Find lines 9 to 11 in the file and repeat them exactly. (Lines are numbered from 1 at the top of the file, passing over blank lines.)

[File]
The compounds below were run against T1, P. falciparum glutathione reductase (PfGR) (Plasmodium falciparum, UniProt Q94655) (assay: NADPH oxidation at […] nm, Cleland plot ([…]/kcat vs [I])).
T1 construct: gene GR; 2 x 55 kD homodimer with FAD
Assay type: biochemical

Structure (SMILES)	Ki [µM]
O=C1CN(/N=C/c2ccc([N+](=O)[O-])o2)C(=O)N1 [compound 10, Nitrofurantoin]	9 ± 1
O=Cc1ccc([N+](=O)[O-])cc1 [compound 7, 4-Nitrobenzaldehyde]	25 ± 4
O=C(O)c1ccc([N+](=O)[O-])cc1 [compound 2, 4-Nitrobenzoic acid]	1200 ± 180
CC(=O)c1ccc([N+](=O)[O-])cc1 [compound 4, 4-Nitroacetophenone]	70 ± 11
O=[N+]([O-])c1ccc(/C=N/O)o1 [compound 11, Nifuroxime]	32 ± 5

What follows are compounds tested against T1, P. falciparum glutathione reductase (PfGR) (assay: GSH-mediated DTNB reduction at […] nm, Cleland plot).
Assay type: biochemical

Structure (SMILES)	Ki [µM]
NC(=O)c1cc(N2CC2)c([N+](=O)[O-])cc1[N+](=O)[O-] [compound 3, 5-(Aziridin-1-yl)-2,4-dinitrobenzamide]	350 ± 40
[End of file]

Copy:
O=[N+]([O-])c1ccc(/C=N/O)o1 [compound 11, Nifuroxime]	32 ± 5

What follows are compounds tested against T1, P. falciparum glutathione reductase (PfGR) (assay: GSH-mediated DTNB reduction at […] nm, Cleland plot).
Assay type: biochemical